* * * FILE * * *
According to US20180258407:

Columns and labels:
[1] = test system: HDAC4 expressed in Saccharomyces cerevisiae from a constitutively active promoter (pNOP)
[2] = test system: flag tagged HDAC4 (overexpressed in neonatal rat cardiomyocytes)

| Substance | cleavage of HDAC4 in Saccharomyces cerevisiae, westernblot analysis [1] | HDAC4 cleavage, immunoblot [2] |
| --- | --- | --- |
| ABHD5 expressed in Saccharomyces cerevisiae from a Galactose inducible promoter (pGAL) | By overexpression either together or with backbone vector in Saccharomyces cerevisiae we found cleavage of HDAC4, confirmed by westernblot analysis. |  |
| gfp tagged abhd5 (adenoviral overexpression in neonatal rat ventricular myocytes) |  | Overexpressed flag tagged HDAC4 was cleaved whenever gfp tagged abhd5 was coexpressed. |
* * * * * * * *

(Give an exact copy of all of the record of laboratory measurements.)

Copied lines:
According to US20180258407:

Columns and labels:
[1] = test system: HDAC4 expressed in Saccharomyces cerevisiae from a constitutively active promoter (pNOP)
[2] = test system: flag tagged HDAC4 (overexpressed in neonatal rat cardiomyocytes)

| Substance | cleavage of HDAC4 in Saccharomyces cerevisiae, westernblot analysis [1] | HDAC4 cleavage, immunoblot [2] |
| --- | --- | --- |
| ABHD5 expressed in Saccharomyces cerevisiae from a Galactose inducible promoter (pGAL) | By overexpression either together or with backbone vector in Saccharomyces cerevisiae we found cleavage of HDAC4, confirmed by westernblot analysis. |  |
| gfp tagged abhd5 (adenoviral overexpression in neonatal rat ventricular myocytes) |  | Overexpressed flag tagged HDAC4 was cleaved whenever gfp tagged abhd5 was coexpressed. |